They imitate the witty dialogue and banter in Juno and mix it with the art-comes-alive approach of (500) Days of Summer.
It’s Kind of a Funny Story is a sincere, touching look at how people handle (or try to handle) the various obstacles we all have to face. The filmmakers have attempted to examine what separates people who reside inside mental health facilities from those who live in the outside world. Co-writers and directors Anna Boden and Ryan Fleck have crafted a decent film but one that crumbles under its own weight and grandiose ideals.
The narrator and star of the movie is Craig (Keir Gilchrist), a 16-year-old kid who checks himself into a psychiatric ward early one Sunday morning. Craig has been thinking about suicide—a lot. He is convinced that his depression has gotten worse and is having trouble handling all the stress in his life. Very quickly, Craig realizes that he made a mistake by checking in because he clearly doesn’t belong there, but now he is required to stay for a minimum of five days.
His tour guide and default friend is Bobby (Zach Galifianakis), who has been at the hospital for some time and offers to show Craig the ropes. Craig also becomes interested in Noelle (Emma Roberts), another teenager who displays her depression a little more clearly than Craig. The hospital administrator, Dr. Eden Minerva (Viola Davis), works with Craig to begin to unravel why he feels so stressed and anxious, but most of his revelations come from his interactions with the other patients.
Funny Story is a very entertaining film and one has to imagine the book on which it is based, by author Ned Vizzini, is equally enjoyable. However, Boden and Fleck (best known for 2006’s Half Nelson) are unable to succinctly tell the story and instead get bogged down by the stylistic flourishes that are often distracting.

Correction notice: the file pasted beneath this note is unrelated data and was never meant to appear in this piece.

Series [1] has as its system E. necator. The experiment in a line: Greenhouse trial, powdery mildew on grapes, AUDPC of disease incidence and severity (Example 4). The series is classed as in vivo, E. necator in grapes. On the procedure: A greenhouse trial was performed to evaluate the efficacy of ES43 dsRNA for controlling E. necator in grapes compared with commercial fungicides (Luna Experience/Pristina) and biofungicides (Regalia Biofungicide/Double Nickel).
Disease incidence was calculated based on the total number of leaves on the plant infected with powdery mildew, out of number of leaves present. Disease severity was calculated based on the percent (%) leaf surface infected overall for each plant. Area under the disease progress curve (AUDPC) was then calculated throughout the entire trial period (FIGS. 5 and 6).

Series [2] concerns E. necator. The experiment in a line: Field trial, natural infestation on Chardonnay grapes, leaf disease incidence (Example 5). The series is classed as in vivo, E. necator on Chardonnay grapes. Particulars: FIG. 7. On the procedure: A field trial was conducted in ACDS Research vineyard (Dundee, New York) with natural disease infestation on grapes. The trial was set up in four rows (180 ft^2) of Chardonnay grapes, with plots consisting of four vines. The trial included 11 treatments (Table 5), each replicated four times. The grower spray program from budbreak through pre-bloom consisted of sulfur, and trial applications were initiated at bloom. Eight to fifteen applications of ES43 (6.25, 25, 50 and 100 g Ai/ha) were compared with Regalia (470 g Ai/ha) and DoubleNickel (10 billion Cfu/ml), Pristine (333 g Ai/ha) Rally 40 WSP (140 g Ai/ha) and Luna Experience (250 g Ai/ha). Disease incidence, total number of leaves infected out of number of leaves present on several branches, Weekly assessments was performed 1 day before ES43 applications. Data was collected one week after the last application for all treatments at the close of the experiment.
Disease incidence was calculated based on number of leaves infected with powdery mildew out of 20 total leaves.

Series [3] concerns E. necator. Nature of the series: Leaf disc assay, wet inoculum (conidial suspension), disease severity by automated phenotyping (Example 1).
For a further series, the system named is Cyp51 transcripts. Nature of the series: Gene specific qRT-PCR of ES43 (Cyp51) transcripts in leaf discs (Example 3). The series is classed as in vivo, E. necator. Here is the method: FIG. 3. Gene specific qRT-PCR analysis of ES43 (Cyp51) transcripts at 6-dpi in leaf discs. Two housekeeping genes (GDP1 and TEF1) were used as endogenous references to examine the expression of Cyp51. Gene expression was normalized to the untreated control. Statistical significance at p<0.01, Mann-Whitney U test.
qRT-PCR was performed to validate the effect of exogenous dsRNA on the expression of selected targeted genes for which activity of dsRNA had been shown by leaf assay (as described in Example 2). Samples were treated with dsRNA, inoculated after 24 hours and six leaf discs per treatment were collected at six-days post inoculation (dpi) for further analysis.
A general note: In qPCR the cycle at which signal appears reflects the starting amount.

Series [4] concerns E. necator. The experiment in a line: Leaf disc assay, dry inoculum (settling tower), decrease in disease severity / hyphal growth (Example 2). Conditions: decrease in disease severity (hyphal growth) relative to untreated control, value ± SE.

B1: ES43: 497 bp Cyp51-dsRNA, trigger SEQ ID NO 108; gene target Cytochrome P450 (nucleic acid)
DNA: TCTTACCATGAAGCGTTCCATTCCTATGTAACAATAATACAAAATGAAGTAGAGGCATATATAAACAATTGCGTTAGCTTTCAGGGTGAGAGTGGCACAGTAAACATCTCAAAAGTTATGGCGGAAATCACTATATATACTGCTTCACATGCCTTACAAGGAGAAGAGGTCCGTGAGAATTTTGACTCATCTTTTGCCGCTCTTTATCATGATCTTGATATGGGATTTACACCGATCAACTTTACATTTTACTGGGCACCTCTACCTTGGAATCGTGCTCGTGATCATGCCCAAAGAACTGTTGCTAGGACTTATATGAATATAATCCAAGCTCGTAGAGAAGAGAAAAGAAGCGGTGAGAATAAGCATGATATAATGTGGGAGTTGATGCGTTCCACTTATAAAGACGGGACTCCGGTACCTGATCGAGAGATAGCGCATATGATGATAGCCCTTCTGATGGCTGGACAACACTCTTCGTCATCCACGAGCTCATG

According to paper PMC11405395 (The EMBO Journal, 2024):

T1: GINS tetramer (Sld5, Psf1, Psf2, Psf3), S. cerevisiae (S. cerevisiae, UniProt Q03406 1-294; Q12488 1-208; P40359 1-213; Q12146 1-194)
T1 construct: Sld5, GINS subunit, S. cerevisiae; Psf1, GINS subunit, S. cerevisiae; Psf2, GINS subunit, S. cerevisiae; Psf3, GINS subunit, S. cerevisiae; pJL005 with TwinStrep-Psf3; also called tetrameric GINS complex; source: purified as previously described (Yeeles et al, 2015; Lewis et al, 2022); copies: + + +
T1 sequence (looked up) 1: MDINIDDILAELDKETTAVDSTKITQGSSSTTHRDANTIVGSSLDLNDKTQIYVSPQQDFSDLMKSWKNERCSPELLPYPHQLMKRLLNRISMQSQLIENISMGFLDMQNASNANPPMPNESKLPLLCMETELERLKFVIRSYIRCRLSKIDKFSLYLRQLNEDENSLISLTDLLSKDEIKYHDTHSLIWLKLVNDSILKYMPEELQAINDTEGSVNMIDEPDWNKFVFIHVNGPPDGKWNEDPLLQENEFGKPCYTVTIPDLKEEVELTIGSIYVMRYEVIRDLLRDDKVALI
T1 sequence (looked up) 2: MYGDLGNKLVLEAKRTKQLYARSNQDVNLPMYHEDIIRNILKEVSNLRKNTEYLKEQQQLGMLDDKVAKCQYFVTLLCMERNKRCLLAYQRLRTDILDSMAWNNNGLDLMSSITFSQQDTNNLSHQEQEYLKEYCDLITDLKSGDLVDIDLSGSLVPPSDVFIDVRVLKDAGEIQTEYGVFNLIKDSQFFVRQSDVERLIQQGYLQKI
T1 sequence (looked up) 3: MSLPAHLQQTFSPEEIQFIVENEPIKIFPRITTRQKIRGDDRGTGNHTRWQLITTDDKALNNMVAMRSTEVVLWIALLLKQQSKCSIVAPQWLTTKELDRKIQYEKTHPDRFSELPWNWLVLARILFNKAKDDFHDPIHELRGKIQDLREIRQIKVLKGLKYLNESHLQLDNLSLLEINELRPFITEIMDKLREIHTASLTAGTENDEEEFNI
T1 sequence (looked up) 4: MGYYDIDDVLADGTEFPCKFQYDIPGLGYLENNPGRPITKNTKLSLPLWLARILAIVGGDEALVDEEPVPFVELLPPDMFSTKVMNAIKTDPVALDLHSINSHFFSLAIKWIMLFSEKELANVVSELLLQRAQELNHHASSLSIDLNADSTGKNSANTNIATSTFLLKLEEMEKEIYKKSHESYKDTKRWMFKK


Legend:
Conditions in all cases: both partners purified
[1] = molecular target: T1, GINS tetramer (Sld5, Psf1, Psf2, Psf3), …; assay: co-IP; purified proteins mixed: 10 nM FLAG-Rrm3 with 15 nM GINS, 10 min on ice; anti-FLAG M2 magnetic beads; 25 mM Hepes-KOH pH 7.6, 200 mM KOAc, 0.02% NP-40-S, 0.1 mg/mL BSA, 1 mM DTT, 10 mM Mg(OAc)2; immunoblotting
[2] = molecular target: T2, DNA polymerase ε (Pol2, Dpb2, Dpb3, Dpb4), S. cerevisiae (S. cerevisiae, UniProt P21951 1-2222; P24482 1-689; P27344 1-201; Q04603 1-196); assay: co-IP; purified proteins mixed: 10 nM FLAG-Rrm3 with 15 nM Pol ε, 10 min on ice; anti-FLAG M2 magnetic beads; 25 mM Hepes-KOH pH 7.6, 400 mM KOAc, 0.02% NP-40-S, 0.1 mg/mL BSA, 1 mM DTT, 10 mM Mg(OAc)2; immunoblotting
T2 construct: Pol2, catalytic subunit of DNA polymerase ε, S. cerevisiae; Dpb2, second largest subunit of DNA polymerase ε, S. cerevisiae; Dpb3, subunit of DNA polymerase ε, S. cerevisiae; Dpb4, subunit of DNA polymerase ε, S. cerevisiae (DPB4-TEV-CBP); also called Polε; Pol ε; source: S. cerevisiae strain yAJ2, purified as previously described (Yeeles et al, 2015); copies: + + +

The filmmakers seem more focused on the hip, indie style of the film. They imitate the witty dialogue and banter in Juno and mix it with the art-comes-alive approach of (500) Days of Summer. The story isn’t allowed to unfold organically, which makes the progression feel forced and artificial. Boden and Fleck add an admittedly excellent soundtrack to the film, but even this serves to contrast how good the music is with the mediocrity of the film.
Gilchrist, who some will know from the Showtime series “The United States of Tara,” gives a decent performance but is outmatched by the other actors around him. Galifianakis is terrific as Bobby and shows yet another side to his talents as an actor. His performance is understated, yet you can’t take your eyes off him because of the piercing gaze he keeps throughout the film. Galifianakis is without a doubt becoming a very capable actor who has a lot more talent than most people will expect.
The film is enjoyable and very funny at times, but mostly it is a good reminder that everyone has crap they have to deal with, and that yours might not be as bad as you think. | Matthew F. Newlin